Friday marked three weeks since we left Flahruduh. For a little more than a third of our trip we’ve enjoyed the comfort of a bed in a home. We spent Nights 1-4 in Louisiana and Nights 5-7 in Texas on the road with family and friends. A couple of weeks later we spent four nights at another friend’s place. Thanks, friends and family.
The remainder we’ve spent in a tent, in Stevie, or in strangers’ beds courtesy of Airbnb and Couchsurfing.com (don’t freak out, parents – we’re still alive). The Airbnb was unintentional. We were on our way to camp, but we were struck by a vehicle (don’t worry, parents – it’s just a flesh wound). It started raining, we weren’t sure if the car was ok, we were in a strange land, no one was responding on Couchsurfing, so we found a cozy room in the home of two lovely young people for under $50 after taxes.
We’re in California now. The surprises of existing in California deserve their own entry, so this entry is about our experiences boondocking and backcountry camping (aka dispersed camping, aka wilderness camping, aka setting up a tent in a national forest and praying a bear or snake or creature doesn’t eat us alive) in the non-Californian, post-Texas southwest.
Night 8 of our stay we spent at a Walmart parking lot in Las Cruces. The unfortunate parking lot incident took place on Night 9 so we Airbnb-ed in Santa Fe with these lovely people.
On Night 10 we finally enjoyed the hospitality of Mother Nature from the comfort of our tent in the Carson National Forest, just outside of Taos. We knew which general area to head toward thanks to freecampsites.net (which, since coming to California we’ve learned isn’t always reliable).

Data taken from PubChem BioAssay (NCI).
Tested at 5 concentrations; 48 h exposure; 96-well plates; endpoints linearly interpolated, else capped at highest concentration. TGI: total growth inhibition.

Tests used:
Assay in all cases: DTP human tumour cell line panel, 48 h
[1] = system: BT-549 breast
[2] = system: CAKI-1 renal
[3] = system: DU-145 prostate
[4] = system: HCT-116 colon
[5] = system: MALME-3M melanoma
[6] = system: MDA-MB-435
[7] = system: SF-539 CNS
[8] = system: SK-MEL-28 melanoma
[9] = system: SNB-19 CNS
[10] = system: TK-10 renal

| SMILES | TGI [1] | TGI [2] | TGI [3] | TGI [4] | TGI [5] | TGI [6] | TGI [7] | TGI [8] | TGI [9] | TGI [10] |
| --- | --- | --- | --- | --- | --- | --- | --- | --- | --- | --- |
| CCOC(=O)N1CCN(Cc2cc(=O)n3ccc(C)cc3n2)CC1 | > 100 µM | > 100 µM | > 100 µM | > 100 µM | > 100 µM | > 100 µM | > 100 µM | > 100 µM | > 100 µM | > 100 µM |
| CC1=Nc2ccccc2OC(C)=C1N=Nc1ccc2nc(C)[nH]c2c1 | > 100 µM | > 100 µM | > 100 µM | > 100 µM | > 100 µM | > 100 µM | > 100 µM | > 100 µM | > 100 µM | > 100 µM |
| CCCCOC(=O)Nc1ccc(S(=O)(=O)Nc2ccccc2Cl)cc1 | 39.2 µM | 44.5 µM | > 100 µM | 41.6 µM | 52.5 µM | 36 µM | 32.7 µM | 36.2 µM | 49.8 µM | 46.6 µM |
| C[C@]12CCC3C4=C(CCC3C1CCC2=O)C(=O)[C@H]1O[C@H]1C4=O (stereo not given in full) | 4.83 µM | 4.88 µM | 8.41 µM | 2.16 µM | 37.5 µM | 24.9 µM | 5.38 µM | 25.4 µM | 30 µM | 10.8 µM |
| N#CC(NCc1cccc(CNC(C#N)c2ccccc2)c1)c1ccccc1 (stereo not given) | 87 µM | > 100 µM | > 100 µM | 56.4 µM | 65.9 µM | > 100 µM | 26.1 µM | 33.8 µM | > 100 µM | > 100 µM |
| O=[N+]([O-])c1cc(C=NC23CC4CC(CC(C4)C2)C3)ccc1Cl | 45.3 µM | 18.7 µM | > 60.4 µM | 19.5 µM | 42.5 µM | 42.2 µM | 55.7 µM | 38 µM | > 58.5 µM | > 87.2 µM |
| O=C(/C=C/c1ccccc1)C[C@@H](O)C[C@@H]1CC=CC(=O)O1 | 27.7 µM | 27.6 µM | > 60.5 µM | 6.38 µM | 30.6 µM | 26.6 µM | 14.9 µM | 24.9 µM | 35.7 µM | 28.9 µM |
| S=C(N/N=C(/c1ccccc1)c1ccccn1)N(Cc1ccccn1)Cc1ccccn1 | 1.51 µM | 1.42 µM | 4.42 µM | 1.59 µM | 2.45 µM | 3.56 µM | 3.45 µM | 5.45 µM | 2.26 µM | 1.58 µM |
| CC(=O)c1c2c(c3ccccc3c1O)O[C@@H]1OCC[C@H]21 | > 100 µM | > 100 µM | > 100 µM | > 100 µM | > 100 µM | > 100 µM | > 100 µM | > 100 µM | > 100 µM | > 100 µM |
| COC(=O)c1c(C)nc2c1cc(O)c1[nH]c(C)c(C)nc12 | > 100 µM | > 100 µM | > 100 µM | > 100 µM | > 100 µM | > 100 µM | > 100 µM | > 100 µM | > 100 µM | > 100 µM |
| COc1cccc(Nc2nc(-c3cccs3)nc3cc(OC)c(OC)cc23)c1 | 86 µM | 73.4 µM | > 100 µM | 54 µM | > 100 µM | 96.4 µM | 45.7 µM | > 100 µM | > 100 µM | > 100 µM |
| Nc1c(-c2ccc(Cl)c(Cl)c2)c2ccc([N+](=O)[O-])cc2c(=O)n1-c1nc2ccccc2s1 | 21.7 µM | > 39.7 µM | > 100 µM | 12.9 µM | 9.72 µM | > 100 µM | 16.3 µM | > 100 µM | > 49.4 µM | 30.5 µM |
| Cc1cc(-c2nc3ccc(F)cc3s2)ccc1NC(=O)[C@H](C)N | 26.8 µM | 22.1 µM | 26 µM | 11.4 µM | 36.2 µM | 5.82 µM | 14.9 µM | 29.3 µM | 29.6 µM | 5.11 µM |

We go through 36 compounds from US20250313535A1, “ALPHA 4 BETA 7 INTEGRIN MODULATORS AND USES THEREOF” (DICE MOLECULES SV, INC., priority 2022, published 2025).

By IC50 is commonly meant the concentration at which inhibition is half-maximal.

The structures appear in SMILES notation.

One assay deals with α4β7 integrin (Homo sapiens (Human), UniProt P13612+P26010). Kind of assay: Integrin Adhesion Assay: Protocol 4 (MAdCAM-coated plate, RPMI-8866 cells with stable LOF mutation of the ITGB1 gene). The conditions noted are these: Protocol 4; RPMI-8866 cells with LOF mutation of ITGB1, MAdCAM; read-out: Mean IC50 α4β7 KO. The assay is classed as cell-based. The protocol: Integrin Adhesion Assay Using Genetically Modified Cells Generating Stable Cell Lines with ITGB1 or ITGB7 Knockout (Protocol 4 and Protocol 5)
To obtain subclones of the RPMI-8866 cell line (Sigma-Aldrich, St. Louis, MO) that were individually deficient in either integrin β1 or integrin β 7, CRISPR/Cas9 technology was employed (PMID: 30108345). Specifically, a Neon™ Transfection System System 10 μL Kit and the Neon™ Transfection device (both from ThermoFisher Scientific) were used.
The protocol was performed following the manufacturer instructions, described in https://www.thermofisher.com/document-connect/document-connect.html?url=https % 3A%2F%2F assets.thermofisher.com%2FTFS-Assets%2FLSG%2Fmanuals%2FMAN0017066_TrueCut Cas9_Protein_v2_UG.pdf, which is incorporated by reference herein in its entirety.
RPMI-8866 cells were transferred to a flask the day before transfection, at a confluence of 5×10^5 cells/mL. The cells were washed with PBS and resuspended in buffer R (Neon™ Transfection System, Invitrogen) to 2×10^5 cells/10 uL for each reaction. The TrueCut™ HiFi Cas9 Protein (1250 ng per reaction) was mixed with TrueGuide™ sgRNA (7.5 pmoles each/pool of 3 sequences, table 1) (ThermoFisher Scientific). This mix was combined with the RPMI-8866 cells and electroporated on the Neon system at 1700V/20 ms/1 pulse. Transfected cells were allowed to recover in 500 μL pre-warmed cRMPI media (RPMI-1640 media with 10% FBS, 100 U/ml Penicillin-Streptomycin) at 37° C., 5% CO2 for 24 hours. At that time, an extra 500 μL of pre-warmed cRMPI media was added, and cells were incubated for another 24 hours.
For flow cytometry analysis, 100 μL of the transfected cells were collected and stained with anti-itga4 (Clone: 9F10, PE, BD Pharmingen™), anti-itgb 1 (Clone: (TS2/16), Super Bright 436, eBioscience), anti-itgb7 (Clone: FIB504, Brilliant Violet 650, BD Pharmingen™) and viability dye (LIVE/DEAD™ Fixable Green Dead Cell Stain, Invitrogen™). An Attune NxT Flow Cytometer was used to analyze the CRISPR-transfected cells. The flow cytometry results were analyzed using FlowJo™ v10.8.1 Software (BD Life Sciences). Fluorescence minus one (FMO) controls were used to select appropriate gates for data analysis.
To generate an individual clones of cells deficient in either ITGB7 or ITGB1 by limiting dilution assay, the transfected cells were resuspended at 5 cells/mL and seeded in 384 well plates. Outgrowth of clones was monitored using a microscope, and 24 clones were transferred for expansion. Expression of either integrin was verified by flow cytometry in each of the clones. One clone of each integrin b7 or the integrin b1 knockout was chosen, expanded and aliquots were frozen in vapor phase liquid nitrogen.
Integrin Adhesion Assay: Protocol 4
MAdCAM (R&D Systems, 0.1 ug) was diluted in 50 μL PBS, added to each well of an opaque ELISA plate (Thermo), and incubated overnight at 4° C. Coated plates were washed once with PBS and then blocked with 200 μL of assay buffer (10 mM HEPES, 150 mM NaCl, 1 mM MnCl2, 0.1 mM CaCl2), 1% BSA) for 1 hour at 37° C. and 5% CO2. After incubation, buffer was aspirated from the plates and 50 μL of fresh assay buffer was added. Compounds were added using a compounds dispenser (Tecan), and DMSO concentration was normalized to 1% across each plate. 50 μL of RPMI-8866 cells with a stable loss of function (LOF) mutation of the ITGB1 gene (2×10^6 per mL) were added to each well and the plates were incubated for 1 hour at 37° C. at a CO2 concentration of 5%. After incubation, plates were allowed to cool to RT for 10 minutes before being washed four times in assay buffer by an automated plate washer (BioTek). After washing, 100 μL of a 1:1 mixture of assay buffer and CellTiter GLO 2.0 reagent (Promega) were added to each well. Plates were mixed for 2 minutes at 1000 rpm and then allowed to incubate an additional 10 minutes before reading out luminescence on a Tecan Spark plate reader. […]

The terrain wasn’t too difficult for Stevie. There were several cows, however. Cows freak me out. They’re large and their moos are ominous. But we had great fun by the campfire and the next morning we spent some time reorganizing the car. When most of your life is packed in a space smaller than most storage lockers, organization is imperative.
From Taos our next stop was the Four Corners Monument. Our plan was to see the Monument in the morning, then drop down to Apache County, AZ to see the White House Pueblo Ruins, then go find a place to camp in the Arizona wilderness. All in one day. The hang up is that most of the land between Taos and the Four Corners (a 4-5 hour drive) is reservation territory, so camping is a no go.
So, we spent Night 11 in a Walmart parking lot around Farmington, NM, about an hour away from Four Corners. The second night of Walmart living was far more luxurious because this time we were actually prepared to sleep in our car and therefore allowed ourselves the 30ish minutes it takes to carefully repack all of our stuff into the front of the car so the back of the car can be used as a bed. The best part was treating ourself to breakfast burritos at the famous southwestern food chain Lotaburger. For $10 we got two coffees and two delicious burritos.
Side note on car sleeping: battery operated fans are an absolute must if you are travelling with a dog in weather that is even a little warm.
After a day of being in four places at once and hiking a canyon and exploring a petrified forest (it is remarkable what you can accomplish in 16 hours), we spent Night 12 backwoods camping by the Sunset Crater Volcano in the Coconino Forest, about an hour south of the Grand Canyon. The clear night sky was dazzling.
The next morning we had a quick layover in the Grand Canyon – because you have to if you’re there and you’ve never seen it – then we continued west.
On Night 13 we slept by the Little Colorado River in the Mohave Desert. Read my account here, and Brenden’s here. This place is a must for anyone interested in boondocking. Just make sure you bring water. It’s hella hot (pun intended) but the water is every bit as cold as the air is warm in this oasis of conundrums.
Night 14 was our first ever in California. We enjoyed it all the more from the comfort of yet another loving friend’s bed. (Thanks, friend!)